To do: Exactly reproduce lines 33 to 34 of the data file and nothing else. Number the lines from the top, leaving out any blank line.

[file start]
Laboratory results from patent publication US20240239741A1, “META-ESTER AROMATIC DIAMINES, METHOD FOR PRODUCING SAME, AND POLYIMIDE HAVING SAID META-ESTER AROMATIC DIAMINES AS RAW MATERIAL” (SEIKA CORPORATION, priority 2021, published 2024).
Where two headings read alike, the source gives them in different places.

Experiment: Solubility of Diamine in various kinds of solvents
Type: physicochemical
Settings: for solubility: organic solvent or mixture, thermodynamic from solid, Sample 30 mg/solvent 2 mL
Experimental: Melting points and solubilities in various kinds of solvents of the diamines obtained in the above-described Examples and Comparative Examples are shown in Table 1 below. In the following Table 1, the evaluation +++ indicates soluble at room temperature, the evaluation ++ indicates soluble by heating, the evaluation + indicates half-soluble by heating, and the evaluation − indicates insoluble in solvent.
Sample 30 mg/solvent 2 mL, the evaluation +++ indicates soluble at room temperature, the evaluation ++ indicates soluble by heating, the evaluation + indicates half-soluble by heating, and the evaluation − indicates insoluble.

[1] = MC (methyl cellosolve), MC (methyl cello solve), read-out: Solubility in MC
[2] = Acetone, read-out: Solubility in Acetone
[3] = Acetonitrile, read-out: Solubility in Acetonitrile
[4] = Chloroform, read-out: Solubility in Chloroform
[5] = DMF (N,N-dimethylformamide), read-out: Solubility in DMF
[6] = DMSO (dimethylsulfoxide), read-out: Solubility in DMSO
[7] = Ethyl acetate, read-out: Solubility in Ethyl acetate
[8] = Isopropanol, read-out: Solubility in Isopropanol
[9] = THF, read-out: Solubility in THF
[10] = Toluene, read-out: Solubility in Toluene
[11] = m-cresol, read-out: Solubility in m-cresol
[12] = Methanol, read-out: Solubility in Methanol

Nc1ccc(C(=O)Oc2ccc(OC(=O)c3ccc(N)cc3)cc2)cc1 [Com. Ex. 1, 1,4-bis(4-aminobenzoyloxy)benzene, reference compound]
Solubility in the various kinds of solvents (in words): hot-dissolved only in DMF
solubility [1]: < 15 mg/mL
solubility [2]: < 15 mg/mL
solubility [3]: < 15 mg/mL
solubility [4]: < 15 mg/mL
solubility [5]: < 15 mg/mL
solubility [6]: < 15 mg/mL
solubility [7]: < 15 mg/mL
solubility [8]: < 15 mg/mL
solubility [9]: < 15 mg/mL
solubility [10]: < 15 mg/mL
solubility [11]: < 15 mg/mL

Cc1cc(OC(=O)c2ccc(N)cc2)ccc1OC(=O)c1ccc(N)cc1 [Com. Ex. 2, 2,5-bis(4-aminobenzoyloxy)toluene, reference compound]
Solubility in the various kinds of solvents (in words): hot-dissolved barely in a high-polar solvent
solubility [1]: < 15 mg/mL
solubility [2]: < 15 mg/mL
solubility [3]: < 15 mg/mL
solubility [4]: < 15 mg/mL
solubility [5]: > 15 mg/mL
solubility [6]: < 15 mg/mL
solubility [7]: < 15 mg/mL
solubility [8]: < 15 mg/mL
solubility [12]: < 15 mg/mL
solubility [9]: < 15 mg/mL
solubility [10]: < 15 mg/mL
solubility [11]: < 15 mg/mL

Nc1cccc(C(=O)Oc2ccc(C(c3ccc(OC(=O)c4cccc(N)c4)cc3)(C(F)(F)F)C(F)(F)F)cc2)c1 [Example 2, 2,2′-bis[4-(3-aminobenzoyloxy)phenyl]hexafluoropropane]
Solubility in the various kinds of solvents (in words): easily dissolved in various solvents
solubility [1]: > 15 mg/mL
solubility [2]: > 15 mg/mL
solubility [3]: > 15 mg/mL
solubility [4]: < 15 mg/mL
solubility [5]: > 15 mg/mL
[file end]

Cc1cc(OC(=O)c2ccc(N)cc2)ccc1OC(=O)c1ccc(N)cc1 [Com. Ex. 2, 2,5-bis(4-aminobenzoyloxy)toluene, reference compound]
Solubility in the various kinds of solvents (in words): hot-dissolved barely in a high-polar solvent